Whether it's Aunt Jane insisting that you have that last piece of her special lemon drizzle cake or your friends rooting for you to finish your entire Christmas roast at a party to “save room for dessert,'' I'm sure you had plenty of encounters with food pushers before.
In fact, nearly 44% of participants in the American Dietetic Association survey reported experiencing pressure from family or friends to eat more than they wanted to. It can also be tricky to do in a marathon of holiday parties.
Do you often struggle to say NO to food and succumb to peer pressure around your food choices? Then it can be useful to come up with some coping strategies to respond to food pushers with assertiveness. These strategies can be incredibly useful to remember and practice if you struggle with your relationship with food and habits.
Whether it's simply overeating and having a few too many, looking after health and sensibly managing weight or suffering from diagnosed eating disorders, it's important to assert your boundaries to have an enjoyable time.
Here are a few of my favourite techniques to help respond to food pushers when you truly have had enough. These strategies can help you stick to your food preferences, especially around the holiday season.
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Understanding Food Pushers
It can be hard to say no to food when you're feeling pressured by a food pusher. To make it easier, try to understand where they are coming from, are they trying to show love and care? Are they just being polite? Are they proud of the food they made and do they seek appreciation?
Understanding why someone is food pushing on you can help you come up with an appropriate response. “Food pushers” are a special breed of humans, that tend to “push” food onto others for various reasons: it could be to show love, cover their insecurities about eating, low self-worth or purely due to learnt habitual patterns.
Take a step back and remind yourself that this person is likely just trying to show you care in their own awkward way. They are not necessarily trying to make you feel uncomfortable or force you into making unhealthy food choices.
Sure, it's a challenge if you are trying to maintain a healthy diet without sugars or junk food. Or perhaps you don't eat a variety of foods that your friends or family eat due to a health condition. Whatever it may be, there are strategies to help to keep you on your health journey. Perhaps even personal conversations with food pushers may be necessary.
In dealing with food pushers, compassion is key. Embrace the fact that they are likely acting from a place of good intentions, rather than malice. They might be expressing their love, showcasing their cooking skills, or they might just be trying to make you comfortable by applying their unique worldview. It's crucial to be firm, yet kind in your response.
Simple Strategies to Say NO to Food Pushers
While it can be challenging to say no to food pushers, understand that it's completely okay to prioritize your health and dietary needs over others' feelings.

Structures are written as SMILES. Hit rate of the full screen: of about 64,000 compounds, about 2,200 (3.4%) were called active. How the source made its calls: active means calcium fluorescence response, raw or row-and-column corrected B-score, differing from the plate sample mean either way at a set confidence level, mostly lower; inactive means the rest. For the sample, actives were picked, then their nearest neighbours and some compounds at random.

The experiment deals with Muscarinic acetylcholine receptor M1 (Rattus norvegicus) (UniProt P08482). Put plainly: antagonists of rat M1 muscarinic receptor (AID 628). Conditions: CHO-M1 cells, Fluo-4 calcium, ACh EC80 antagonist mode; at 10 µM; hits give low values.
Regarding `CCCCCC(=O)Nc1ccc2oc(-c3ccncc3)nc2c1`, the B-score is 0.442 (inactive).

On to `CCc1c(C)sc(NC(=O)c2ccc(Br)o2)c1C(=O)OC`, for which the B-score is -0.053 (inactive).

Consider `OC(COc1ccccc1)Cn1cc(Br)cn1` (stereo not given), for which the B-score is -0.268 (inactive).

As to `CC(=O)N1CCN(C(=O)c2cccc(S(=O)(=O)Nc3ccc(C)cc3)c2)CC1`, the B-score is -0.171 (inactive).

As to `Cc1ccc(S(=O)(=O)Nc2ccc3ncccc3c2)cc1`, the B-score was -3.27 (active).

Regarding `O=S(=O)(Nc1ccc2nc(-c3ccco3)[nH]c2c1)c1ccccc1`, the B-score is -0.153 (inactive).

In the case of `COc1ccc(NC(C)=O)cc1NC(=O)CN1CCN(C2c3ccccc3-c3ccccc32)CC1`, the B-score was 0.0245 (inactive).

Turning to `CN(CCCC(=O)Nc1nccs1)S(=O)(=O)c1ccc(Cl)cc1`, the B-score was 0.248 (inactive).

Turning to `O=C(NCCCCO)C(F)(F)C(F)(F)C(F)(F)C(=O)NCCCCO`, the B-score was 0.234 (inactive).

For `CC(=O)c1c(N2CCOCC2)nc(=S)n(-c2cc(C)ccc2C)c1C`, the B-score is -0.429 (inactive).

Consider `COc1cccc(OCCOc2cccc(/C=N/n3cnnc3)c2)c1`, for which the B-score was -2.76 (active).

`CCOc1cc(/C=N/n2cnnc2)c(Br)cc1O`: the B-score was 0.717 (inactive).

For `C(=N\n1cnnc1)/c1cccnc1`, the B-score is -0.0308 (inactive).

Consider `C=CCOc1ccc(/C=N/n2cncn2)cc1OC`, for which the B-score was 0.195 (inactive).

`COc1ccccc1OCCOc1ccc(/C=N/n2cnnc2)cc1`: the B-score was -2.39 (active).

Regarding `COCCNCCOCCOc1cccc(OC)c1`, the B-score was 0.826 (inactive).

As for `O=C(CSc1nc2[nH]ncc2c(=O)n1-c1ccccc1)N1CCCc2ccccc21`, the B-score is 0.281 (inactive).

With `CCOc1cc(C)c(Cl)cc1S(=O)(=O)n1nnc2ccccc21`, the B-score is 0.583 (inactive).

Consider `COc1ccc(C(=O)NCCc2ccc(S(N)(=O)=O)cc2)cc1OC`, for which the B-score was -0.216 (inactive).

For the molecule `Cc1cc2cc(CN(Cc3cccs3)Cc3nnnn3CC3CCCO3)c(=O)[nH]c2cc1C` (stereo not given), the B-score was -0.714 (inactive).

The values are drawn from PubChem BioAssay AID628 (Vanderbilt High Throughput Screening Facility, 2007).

You have the right to make choices for your well-being and your physical, mental and emotional health is your priority. Sometimes you may need to say NO to healthy food if your body is clearly letting you know it has had enough.
Therefore, learn to say no to food pushers without guilt and stick to your decision. Do it with kindness, patience and a caring self-love. After all, respecting your body and its needs is the highest form of self-care.
When these situations are handled with transparency, clarity and kindness, it is very unlikely that the person on the other end will get upset if you say no to food. And they do, always remember that you have the right to say NO.
Check out some of my favourite strategies to be transparent and say no to food pushers:
For some people offering food and especially treats serves as a way to show deep love, care and appreciation. Although this can be very common with older generation people, especially those who survived wars or poverty, it can also depend on the person's habits and upbringing.
Be kind, understanding and considerate, as rudely rejecting the food may hurt their feelings and self-esteem. Accept the gesture of love, but turn down the food in a gentle way: “Thank you so much, this looks incredible”, “Wow, everyone will love this” and “Thank you so much, I will certainly have it later.”
Focus on replacing “no” with “thank you' and aim to complement their efforts and care.
Be firm and assertive
Saying no is a skill that needs to be developed over time, but it requires frequent practice to get comfortable with it, yet remain polite and considerate. Certain techniques can help you to stay assertive without giving in or creating tension in the relationship or the environment at the table.
Assertiveness involves using “I” statements and being honest and clear about your feelings. For example, you can say “I am not hungry” or “I think I have had enough for today”.